Pop culture historian Geoffrey Mark, author of The Lucy Book, muses, “I firmly believe that if Paul had been straight and deemed more acceptable by the network, this special would have been the beginning of Paul breaking out of sitcom work and finally performing to the level of his talent. The special is highly unusual, but it works because it is just that. He turned the Halloween cliches on their ears and came up with a very interesting program.”
The idea the writers came up with was to dress Paul up as a witch — a concept that became part of the advertising campaign. They also created a world in which they brought aboard famous witches to play his sisters, as he was (as it turned out) part of a family of witches. One of them was Margaret Hamilton, most famous for her portrayal of the Wicked Witch of the West in The Wizard of Oz (1939); and Billie Hayes, who had recently played Witchipoo on H.R. Pufnstuf.
“And he was going to visit them,” Bruce explains. “We loaded it with guest stars, like Tim Conway, who was huge off of The Carol Burnett Show; Roz Kelly, who played a character on Happy Days named Pinky Tuscadero, who was Fonzie’s girlfriend; Florence Henderson, because she was a star of The Brady Bunch and was a big ABC star; and Betty White, who was on The Mary Tyler Moore Show at the time. And we also had the rock band KISS; they hadn’t been on primetime television before, but their makeup was perfect for the show.”
Paul Lynde Could Be … Challenging
Cathy points out that Paul was a perfectionist who could become real uptight during rehearsals, though if he relaxed, he could have fun. “Especially if he liked the cast, and he had a stellar one for the Halloween Special,” she opines. “Paul used to tell me how important it was for him to stay in touch with the younger generation, and he drew them in with the band KISS, who sang three hits on the show. Many fans had only heard them on the radio or listened to their albums, but this time they could see them with their unique look, wild makeup, and giant platform boots. Perfect for Halloween. I believe the band has become forever associated with the holiday because of that special.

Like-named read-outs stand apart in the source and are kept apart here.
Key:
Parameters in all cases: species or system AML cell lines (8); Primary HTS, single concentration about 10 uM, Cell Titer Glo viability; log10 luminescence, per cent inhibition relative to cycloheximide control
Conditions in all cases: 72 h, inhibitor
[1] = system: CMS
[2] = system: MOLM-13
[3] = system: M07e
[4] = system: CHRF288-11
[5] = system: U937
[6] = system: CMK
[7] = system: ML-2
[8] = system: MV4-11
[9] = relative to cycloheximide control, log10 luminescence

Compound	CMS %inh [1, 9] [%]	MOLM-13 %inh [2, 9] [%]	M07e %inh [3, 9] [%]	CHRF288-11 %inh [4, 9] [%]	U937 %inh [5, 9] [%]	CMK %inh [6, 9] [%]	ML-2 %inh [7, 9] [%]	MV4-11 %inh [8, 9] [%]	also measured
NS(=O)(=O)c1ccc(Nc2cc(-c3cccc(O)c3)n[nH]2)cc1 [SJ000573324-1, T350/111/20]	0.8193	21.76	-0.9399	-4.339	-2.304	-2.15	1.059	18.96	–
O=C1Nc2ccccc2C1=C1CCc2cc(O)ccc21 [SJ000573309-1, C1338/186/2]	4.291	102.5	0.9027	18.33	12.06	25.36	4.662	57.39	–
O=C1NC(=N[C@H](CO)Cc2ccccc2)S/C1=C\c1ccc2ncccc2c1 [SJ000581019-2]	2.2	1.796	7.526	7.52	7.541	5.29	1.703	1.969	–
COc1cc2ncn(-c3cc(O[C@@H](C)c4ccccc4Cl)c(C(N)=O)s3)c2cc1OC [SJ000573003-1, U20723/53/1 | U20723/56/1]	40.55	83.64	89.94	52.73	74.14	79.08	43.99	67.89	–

“I used to call him after every special he did that headlined his name,” she adds, “and I always seemed to be the first call he got after it aired. He sounded happy when I would tell him how much I enjoyed the show and how he performed. But he always said things, like, ‘Well, I hope everyone else liked it, too.’ He was very insecure and, I feel, so underrated.”
In regards to working with Paul — and certainly getting a sense of that insecurity — Bruce summed it up this way: “On one drink, he was hysterical. Two drinks, he was the Nazi High Command; he got very ugly, very fast. I liked him, but you very quickly learned when you needed to have a call and go someplace else. Because he was bitter and unhappy, and it would come out in some very ugly ways. Sober he was kind of dry, not overly happy, and on one glass of wine, he was light and funny. He was a complete pro; he knew what he was doing, but I think he had deep unhappiness because he couldn’t translate his talent into anything more than a flavor. He could be the best friend on screen to Rock Hudson or something, but it just never translated into him carrying a vehicle.
“But the Halloween Special,” Bruce closes, “is fun bad. You have to remember it’s of its time and it was one of those things that was loaded and crazy. And, of course, with Paul at the helm, we could load it up with insanity and they liked that; it’s what they wanted. They wanted KISS and Florence Henderson on the same show [laughs]. The thing is, Paul died in 1981 and if he knew that we were still talking about him in 2020, he would be stunned. Just amazed.”
The Paul Lynde Halloween Special is available on DVD and on Amazon Prime.
The post ‘The Paul Lynde Halloween Special’ Exposed: It’ll Scare the Bejeezus Out of You (Or Make You Laugh) appeared first on DoYouRemember? – The Home of Nostalgia. Author, Ed Gross